2. I love reading about history and learning new things in the book that the author researched. I live in KS so this truly pique my interest. Oh wow, I love CD audiobooks. My husband and I listen to them when we travel and I listen to them when I commute 30 miles to work.
    Good luck and congrats on your new book.

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    • Thanks, Tonya. While my town isn’t a real one in Kansas, it’s loosely based on one I visited multiple times when my in-laws lived in Kansas. It’s a beautiful state.

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  3. I’m a history major, so I like historical research. I especially like to learn folk history or cultural history about how people lived and did things in different time periods.

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    • Janice, I didn’t like history when I was in school. Probably because it was all about memorizing dates, which I’m not good at. But since I’ve gotten older, I truly love learning historical details and stories.

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  4. I like learning more about history by reading historicals and I hate it when it is apparent the author didn’t do there research before writing their story. Thirty years ago I homeschooled and my daughter hated studying history so I would have her read historicals. It was extremely important for the research to be accurate.

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    • I think reading historical novels when I homeschooled my boys made them have more of an interest in history. There’s nothing like a historical novel to make history come alive for a child. 🙂 Okay, grownups too.

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  5. To me history was boring as a subject in school. However, when I began reading historical romance and suspense, picking up tidbits and even large bits of history was very interesting when applied to the actions of characters. I feel as if I have accomplished a great feat when I am given the details as per history. My history is quite a history buff so being to converse with him about things I have learned makes me feel pleased to be able to contribute to his conversations. History of war is definitely challenging to me but when fictional characters recreate scenes and battles by adding emotion to them I am pulled into the story while learning a new part of this country’s past. Thank you for bringing actual past to us avid readers of historical fiction and those who do aggressive research to make your novels realistic, as realistic as possible.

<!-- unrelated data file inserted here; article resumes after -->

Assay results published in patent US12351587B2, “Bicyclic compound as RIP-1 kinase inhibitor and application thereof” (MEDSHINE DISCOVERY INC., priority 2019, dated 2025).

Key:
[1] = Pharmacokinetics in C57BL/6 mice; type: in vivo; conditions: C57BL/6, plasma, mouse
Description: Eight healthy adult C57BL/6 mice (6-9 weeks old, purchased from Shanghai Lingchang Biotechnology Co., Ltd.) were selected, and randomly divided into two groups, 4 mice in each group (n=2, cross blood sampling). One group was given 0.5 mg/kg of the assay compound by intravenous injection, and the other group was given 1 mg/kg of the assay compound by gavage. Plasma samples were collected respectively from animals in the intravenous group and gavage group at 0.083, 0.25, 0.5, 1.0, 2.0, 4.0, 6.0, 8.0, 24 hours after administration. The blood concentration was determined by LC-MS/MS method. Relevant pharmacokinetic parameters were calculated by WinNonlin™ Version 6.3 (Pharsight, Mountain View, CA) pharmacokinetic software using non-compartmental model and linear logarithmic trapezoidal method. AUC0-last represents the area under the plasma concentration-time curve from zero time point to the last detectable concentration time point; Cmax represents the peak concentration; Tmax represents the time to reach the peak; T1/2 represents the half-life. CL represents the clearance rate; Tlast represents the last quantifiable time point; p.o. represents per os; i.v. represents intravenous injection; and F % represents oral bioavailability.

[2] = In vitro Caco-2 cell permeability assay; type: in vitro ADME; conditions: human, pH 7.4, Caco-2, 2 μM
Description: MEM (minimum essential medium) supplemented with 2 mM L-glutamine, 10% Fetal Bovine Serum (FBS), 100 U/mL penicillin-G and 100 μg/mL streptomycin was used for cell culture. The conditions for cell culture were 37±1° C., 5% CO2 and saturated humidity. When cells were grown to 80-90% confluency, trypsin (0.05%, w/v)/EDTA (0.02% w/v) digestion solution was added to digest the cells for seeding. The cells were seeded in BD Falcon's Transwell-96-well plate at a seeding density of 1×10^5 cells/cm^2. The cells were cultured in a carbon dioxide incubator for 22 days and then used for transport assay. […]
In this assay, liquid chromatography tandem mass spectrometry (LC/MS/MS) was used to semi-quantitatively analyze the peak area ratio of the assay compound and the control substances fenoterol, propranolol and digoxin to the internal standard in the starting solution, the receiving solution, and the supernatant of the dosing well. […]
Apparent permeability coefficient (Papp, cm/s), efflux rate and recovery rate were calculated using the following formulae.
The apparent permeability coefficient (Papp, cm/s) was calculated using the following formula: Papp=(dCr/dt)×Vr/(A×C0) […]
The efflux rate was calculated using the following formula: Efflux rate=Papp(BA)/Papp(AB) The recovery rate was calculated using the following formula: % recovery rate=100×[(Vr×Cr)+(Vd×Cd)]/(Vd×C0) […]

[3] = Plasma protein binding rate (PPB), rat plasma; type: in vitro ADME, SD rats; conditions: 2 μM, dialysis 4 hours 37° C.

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    • I can relate to not liking history when I was in school. By reading historical novels and discovering the stories that are part of history made me want to write novels about long ago. Of course, I loved the Little House on the Prairie stories as a kid. 🙂

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  6. We’ve had fun researching. For one of our books we did a google street search so we could describe the area. We’ve got a double screen set up so we can each be in front of the screen. That year when the wife wrote the Christmas letter she included a trip to the city we researched. We had a good laugh when I edited the letter that year.

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  7. I think it’s fun learning about the women’s work, like cooking in a fireplace or wood cook stove, having to carry water to a large fired pot outside and make your own soap to wash clothes with a wash board. How I love my modern conveniences!

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    • Me too! While I like writing about life in the 1800s, I don’t know that I would do so great living during that time period. 🙂

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  8. Jodie, so nice to see you in another venue. and to hear about your research methods and tips. I like research, even the rabbit trails. If I find something really good that doesn’t fit, I save it for another project. History is fascinating, I suppose that’s why I write and read historical fiction.
    Good post Jodie!

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    • Thanks, Kathy. I’ve done the same thing as well. In fact the current book I’m writing, the opening scene is from a small tidbit of history I learned years ago. I’m finally getting to use it. 🙂

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  9. I homeschooled my kids for 26 years and what I learned that has stuck with me is that the information gathered on those bunny trails usually sticks better than the info they were originally seeking.
    It’s also the stuff that they are most eager to share.